Detroit Red Wings v Phoenix Coyotes - Game Four

Flyers work towards a deal with Bryzgalov this week, must wait to make corresponding moves

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After trading for his rights ten days ago, this week was when the Flyers planned to give Ilya  Bryzgalov their best sales pitch. They flew him from his home in Russia to JFK Airport aboard Ed Snider’s private jet. They talked dollars, they talked years, they showed him the city, and gave him an idea of what to expect if he were to become the newest member of the Philadelphia Flyers. Now that Bryzgalov has experienced a few days of brotherly love, what do we know that we didn’t know before he arrived from Russia.

Explicitly, nothing—which is exactly how the Flyers brass and Bryzgalov’s agent want it. Here is Flyers general manager Paul Holmgren’s official statement:

“We have spoken with Ilya and his agent Ritch Winter about many different scenarios. As for now, we both know each other’s position and have agreed to speak again next week.”

For better or worse, Holmgren’s statement is the only comment that’s been released for public consumption. Fans who want Bryzgalov to wear the creamsicle orange and black can read into the comment that they made progress and working towards a contract as early as next week. Pessimists (or opponents who want Bryzgalov) can read the prepared statement as something like, “we know each other’s position and we’re not close enough to continue negotiating at this time.” That’s why these public comments can cause so much debate. The beauty of subjectivity.

Adding another twist to the plot is the Flyers current salary cap situation. Even if they had reached an agreement with Bryzgalov, they can’t sign the former Coyotes netminder quite yet. Though it’s the offseason, Bryzgalov would put the team too far over the cap. They’d need to make a corresponding move (or two) that sheds salary before they could bring Bryzgalov’s contract into the fold. Tim Panaccio from CSN Philly breaks it down:

“Ideally, Holmgren would like to have a deal in place before he goes to next weekend’s NHL Draft in Minnesota so he can move players for draft picks (the Flyers don’t have a first- or second-round pick).

Here’s the rub: it’s entirely possible that the Flyers already have the framework for a deal with Bryzgalov, but it’s unfinished. Even if the deal got done this weekend, the Flyers can’t announce it until June 30.

Why? Because this is where the tagging issue comes in under the CBA. The new salary cap is slated to be announced on June 30. At present, the Flyers have less than $450,000 in cap space for next season under the current cap ceiling of $59.4 million.”

The point about making a deal before the NHL Draft next weekend is a valid one. If the Flyers are going to make multiple moves to clear up salary space for Bryzgalov, obviously they won’t want to take much salary back in each trade. Instead of roster-ready players, they’d like be looking for high-end prospects and draft picks. Since the Flyers won’t pick until the 83rd pick in the draft (Dan Hamhuis trade), Holmgren would love to get a few picks in first couple of rounds.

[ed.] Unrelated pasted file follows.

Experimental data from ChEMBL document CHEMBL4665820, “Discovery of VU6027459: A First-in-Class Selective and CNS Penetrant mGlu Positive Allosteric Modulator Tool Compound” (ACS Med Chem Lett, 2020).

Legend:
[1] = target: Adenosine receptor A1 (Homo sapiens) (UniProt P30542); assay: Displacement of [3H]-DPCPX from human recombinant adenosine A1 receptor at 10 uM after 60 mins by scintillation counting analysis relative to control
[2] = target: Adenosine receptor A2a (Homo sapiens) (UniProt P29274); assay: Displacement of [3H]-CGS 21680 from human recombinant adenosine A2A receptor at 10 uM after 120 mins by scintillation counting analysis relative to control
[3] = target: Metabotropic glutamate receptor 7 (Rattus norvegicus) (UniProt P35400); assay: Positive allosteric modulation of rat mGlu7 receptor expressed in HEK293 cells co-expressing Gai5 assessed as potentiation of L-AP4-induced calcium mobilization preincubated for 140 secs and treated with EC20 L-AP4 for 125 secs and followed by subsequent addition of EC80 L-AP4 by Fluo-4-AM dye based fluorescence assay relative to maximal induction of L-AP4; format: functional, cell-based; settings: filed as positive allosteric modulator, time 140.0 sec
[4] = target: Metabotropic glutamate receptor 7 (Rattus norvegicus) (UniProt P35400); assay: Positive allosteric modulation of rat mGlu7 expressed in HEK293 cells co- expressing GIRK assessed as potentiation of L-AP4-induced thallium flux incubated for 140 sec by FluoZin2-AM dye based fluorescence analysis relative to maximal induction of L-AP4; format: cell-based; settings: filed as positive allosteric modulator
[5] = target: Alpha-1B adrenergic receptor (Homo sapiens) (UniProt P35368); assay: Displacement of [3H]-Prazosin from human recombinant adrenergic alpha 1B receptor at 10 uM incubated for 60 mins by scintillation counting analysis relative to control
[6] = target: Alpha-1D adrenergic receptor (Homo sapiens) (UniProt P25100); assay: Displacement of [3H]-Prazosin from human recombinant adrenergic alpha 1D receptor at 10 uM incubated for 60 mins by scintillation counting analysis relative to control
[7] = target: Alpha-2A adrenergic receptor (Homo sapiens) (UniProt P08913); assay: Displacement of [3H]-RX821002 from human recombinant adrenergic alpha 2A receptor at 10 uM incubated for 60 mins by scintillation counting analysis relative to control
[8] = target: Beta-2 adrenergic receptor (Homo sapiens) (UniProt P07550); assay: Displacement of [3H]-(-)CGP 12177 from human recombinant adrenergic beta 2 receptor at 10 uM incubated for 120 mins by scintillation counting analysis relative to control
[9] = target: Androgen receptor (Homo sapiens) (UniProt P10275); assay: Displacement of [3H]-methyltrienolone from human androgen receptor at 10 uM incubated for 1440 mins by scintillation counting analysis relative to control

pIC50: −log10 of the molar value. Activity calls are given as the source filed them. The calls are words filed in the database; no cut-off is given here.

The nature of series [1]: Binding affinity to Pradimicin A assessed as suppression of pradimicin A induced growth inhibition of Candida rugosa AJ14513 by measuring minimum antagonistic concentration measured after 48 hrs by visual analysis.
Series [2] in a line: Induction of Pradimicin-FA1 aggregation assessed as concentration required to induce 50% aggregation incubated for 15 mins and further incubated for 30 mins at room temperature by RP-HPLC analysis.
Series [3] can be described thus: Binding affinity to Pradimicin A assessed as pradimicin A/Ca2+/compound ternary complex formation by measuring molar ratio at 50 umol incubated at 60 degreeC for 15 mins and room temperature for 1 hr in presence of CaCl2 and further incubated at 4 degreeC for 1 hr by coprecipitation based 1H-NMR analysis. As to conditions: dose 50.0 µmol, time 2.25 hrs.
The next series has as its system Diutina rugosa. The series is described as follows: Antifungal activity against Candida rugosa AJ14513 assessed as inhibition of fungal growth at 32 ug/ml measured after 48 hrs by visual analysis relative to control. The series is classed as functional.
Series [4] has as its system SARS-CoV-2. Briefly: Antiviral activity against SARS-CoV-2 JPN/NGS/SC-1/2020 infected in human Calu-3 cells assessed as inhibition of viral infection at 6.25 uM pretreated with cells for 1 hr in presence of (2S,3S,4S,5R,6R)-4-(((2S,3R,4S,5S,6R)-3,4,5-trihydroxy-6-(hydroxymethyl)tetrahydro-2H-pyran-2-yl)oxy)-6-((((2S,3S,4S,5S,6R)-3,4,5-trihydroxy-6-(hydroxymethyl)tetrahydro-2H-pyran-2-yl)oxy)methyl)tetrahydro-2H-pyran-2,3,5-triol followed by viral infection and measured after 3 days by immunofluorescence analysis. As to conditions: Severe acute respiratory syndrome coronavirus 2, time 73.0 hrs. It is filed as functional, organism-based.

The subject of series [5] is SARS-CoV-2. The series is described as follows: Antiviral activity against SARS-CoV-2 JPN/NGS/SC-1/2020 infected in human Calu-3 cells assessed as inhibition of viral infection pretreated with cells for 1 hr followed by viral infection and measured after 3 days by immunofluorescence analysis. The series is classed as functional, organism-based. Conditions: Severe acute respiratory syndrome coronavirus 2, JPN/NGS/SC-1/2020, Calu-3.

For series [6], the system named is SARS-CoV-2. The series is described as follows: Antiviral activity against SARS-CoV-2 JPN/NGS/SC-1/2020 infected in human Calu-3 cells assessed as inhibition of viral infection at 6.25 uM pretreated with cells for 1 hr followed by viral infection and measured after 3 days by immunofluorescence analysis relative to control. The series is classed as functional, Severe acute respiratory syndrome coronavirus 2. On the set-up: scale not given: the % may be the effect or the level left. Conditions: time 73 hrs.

For better or worse, the Flyers can’t do anything until they internally figure out the Bryzgalov’s deal. Once they have an idea of Bryzgalov’s contract number (or if they’ll sign him at all), then they’ll be able to start clearing out space for the goaltender. Unfortunately, there’s no point to clearing out cap space with guys like Jeff Carter or Scott Hartnell if they can’t guarantee that Bryzgalov will sign on the dotted line. But if/when they know Bryzgalov will be a Flyer, it’ll be interesting to see which players the team chooses to sell off and what assets they can acquire in return.

For now, first thing’s first.

Dropping like flies: Johnson, Killorn hurt in Bolts’ exhibition

Montreal Canadiens v Tampa Bay Lightning - Game One
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You probably know the drill: injury updates are murky in the NHL basically from the moment a puck drops.

We’ll learn more once the 2015-16 season begins, but at the moment, Saturday might have served as a costly night for the Tampa Bay Lightning. Both Tyler Johnson and Alex Killorn went down with injuries stemming from a 3-2 pre-season win against the Florida Panthers.

“Guys were dropping like flies,” Steven Stamkos told the Tamba Bay Times.

These could be minor situations – just about any ailment will sideline a key asset this time of year – yet one cannot help but wonder if the Lightning might limp into this campaign.

Nikita Kucherov is dealing with his own issues, so that means at least minor issues for one half of the Bolts’ top six forwards.

It’s believed that more will be known about these banged-up Bolts sometime on Sunday.

Raffi Torres gets match penalty for being Raffi Torres

Raffi Torres

With knee issues still limiting him, Raffi Torres isn’t as mobile as he once was. Apparently he still moves well enough to leave the usual path of destruction.

It’s the pre-season, so it’s unclear if we’ll get a good look at the check, but Torres received a match penalty for his hit on Anaheim Ducks forward Jakob Silfverberg.

Most accounts were pretty critical of the San Jose Sharks’ chief troublemaker:

It’s too early to tell if Silfverberg is injured. If he is, that’s a significant loss for the Ducks, as he really showed signs of fulfilling his promise (especially during the 2015 playoffs).

As far as Torres goes, he’s hoping to play in the Sharks’ season-opener. Wherever he ends up, he’ll certainly make plenty of enemies on the ice.

Whether it was because of that hit or just the general distaste shared by those sides, it sounds like tonight’s Sharks – Ducks exhibition is getting ugly, in general:

This post will be updated if video of the hit becomes available, and also if we get a better idea of Silfverberg’s condition.

Update: Bullet dodged?